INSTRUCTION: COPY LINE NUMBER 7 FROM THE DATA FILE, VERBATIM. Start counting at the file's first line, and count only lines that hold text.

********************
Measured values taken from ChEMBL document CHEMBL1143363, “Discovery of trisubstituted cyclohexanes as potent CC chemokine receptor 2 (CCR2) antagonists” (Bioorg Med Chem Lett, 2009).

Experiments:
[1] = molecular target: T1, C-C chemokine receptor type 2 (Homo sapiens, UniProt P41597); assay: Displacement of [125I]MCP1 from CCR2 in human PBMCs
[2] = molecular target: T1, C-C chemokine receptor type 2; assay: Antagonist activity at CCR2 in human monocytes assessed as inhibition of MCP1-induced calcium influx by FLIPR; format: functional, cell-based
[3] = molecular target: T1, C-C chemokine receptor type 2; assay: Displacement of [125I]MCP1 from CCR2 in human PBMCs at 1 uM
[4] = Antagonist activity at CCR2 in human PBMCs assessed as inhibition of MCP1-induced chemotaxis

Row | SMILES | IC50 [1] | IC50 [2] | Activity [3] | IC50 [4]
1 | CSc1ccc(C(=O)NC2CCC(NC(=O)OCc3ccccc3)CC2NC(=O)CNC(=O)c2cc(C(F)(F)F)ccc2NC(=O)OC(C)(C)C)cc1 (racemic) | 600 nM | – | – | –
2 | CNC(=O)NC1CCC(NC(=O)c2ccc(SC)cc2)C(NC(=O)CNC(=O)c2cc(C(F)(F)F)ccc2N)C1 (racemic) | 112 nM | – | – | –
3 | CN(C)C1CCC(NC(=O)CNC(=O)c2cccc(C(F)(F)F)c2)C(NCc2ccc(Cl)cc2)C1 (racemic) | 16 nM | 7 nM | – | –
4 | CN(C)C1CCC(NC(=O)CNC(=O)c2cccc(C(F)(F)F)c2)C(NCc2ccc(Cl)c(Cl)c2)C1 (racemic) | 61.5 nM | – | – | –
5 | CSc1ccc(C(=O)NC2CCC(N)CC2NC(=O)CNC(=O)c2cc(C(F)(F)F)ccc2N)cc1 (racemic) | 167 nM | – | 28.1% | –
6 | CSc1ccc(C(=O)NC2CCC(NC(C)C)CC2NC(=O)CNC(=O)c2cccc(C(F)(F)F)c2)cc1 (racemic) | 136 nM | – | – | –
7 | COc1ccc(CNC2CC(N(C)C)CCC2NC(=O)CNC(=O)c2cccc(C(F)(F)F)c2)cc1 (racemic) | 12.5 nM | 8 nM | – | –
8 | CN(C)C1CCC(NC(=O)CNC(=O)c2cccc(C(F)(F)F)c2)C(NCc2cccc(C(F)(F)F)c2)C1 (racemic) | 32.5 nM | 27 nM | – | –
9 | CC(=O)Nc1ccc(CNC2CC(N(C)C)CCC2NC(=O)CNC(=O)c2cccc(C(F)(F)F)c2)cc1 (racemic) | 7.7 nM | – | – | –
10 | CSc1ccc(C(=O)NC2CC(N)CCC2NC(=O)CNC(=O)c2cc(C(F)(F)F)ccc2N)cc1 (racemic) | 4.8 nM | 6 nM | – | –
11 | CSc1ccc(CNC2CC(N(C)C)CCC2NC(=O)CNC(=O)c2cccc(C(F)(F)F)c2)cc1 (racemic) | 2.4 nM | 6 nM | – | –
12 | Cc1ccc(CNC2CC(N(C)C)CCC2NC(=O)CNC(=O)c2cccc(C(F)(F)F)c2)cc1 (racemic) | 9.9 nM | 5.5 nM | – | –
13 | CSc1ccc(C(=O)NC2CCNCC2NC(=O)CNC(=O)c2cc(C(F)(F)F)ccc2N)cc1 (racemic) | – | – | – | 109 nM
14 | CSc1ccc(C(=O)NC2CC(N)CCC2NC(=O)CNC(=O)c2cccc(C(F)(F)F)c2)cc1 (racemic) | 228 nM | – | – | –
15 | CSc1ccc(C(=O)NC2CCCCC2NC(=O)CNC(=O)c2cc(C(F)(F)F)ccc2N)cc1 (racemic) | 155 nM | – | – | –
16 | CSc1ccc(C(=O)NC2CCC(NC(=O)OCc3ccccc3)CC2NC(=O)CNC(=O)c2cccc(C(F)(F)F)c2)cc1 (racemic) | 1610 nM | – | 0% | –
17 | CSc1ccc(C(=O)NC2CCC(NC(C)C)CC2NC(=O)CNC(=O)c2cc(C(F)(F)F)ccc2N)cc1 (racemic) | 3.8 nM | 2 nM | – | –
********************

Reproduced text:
Row | SMILES | IC50 [1] | IC50 [2] | Activity [3] | IC50 [4]